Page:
Additionally, sex, region, educational levels and triglyceride levels might influence their consumption.
The cross-sectional study was titled “Analysis of Dietary Supplement Use and Influencing Factors in the Mongolian Population” and published in the journal BioMed Research International.
“This study will enable us to fill some gaps regarding dietary supplement use among ethnic minorities in China and provide the targeted scientific basis for the formulation of dietary supplement-related guidelines and policies for the Mongolian minority areas,” said the researchers.
The team conducted an observational, cross-sectional study utilising a multi-stage, stratified cluster sampling in the cities of Hohhot and Xilinhot of the Inner Mongolia Autonomous Region (northern China).
A total of 1,434 Mongolian adults (537 men and 897 women) aged 18 and above from five communities in the two cities volunteered to participate in the investigation from July 2019 to August 2020.
The study found that 18.83% of Mongolians use dietary supplements in Inner Mongolia. In descending order of prevalence, the types used were calcium, vitamin C, multivitamins, vitamin B, multivitamins/minerals, protein, vitamin E, and vitamin D.
The most popular supplement among the subjects was calcium. The study showed that the highest rate of calcium supplementation among Mongolians who consumed dietary supplements was 58.15%. The second most popular supplement was vitamin C.
In this study, the usage rates of vitamin B, vitamin D, vitamin E, protein, and multivitamin/minerals were also recorded to be less than 5%. Therefore, more attention should be paid to micronutrient deficiencies among the Mongolian population in China. The people who cannot obtain sufficient nutrients from food could use dietary supplements, which are proven and reliable in ensuring adequate nutrient intake for health.
In terms of demographic characteristics, the study included data on sex, age, region, education level, occupational status, smoking, drinking, biochemical indicators, and other indicators of the Mongolian participants. These features were analysed with the subjects’ consumption of dietary supplements.
The main factor in supplement consumption was the subjects’ education level. Those who studied from junior high school and above and urban residents were more inclined to use dietary supplements, perhaps due to greater health awareness, higher incomes and better purchasing power.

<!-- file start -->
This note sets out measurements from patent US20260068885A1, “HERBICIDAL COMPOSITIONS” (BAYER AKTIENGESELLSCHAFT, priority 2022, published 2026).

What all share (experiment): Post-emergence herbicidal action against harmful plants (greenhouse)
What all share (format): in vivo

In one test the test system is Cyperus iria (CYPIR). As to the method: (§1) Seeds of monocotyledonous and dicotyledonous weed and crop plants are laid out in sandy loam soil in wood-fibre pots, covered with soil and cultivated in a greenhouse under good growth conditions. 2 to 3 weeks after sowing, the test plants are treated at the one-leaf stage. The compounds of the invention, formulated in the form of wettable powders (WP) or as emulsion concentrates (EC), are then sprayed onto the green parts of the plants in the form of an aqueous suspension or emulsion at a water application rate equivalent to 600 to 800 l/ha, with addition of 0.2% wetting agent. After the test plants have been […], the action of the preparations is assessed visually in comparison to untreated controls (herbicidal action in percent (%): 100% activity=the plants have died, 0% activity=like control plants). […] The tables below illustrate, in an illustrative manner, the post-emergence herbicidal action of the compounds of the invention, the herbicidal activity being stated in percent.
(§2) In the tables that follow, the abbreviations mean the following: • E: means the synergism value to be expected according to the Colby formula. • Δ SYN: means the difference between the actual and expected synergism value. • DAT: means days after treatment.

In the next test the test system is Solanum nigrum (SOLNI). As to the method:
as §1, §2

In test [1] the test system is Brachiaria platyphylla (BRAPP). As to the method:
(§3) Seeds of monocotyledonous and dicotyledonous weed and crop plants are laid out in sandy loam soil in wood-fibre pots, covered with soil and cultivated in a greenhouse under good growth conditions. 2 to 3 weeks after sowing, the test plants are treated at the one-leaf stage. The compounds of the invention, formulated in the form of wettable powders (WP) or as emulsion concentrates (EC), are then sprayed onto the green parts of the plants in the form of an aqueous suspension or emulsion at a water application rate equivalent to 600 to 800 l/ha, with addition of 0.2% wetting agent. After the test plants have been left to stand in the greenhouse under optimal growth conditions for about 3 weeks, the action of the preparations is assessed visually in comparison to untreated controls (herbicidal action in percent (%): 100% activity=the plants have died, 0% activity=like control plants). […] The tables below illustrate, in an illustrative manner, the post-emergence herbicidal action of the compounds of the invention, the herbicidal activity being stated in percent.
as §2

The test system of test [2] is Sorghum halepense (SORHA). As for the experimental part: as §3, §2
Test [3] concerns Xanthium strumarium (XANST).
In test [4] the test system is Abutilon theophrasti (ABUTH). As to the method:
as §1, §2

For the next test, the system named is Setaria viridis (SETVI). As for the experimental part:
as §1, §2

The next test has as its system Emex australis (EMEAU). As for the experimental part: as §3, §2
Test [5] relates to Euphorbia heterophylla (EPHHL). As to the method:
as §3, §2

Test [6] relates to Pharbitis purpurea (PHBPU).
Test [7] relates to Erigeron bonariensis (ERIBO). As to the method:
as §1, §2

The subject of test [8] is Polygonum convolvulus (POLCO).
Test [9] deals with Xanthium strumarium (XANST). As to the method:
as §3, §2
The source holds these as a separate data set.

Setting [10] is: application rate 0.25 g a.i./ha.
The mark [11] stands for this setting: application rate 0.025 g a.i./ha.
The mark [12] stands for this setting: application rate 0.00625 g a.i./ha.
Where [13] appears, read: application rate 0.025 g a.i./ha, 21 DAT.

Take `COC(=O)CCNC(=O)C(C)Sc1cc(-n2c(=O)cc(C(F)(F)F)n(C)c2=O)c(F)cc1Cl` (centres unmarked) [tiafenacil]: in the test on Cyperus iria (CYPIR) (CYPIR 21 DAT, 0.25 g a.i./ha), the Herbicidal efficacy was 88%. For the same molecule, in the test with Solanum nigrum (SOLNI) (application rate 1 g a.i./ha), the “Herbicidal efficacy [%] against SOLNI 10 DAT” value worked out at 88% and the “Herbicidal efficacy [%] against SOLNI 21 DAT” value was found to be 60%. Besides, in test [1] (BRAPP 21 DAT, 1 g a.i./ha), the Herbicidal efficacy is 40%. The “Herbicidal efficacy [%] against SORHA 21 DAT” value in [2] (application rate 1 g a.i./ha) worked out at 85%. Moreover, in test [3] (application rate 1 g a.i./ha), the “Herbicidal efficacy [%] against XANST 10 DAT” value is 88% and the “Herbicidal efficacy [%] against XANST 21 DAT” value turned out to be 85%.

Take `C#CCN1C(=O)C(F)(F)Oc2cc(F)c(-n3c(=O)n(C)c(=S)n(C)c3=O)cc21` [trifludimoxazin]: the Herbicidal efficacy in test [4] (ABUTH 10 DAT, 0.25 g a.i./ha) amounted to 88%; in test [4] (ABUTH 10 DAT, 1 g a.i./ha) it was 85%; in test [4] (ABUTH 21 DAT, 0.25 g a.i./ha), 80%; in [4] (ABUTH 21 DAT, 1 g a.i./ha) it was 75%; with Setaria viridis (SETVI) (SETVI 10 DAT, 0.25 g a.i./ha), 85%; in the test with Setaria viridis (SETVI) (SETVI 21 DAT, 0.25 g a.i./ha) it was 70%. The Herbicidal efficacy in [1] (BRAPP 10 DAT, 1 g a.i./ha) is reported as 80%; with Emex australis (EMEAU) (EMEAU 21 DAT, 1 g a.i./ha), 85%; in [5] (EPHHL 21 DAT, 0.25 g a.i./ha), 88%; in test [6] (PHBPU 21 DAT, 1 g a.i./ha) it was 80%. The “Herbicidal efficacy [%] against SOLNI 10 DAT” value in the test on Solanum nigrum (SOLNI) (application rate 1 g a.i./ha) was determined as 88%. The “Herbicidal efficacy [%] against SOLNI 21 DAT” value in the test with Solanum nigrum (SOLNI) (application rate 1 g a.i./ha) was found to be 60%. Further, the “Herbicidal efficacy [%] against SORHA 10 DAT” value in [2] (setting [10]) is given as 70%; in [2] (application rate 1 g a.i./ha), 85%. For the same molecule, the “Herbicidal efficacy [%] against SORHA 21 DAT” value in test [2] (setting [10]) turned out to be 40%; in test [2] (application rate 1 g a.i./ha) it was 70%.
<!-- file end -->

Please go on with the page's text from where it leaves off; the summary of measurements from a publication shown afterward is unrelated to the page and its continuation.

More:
“Clinicians need to strengthen health education among the Mongolian people with low education and those living in rural and pastoral areas to enhance their awareness of health care and the rational use of dietary supplements,” said the team.
Usage of dietary supplements was also related to triglyceride levels and gender. Subjects with abnormal triglyceride levels might use dietary supplements instead of prescription drugs to reduce blood lipid concentration. When discussing gender, women were more likely to use dietary supplements than men.
“Health professionals should combine the existing data to develop relevant manuals; in addition, health education aimed at the Mongolian people should be improved to establish an accurate understanding of dietary supplements.
“When sufficient nutrients cannot be obtained from the diet, effective guidance should be provided on the appropriate use of dietary supplements to promote health. Future research should encourage more regions and ethnic groups to explore the complexity of using dietary supplements, determine the appropriate way of using them, and prevent abuse,” concluded the researchers.
Source: BioMed Research International
“Analysis of Dietary Supplement Use and Influencing Factors in the Mongolian Population”
Authors: Wang Zhidi et al.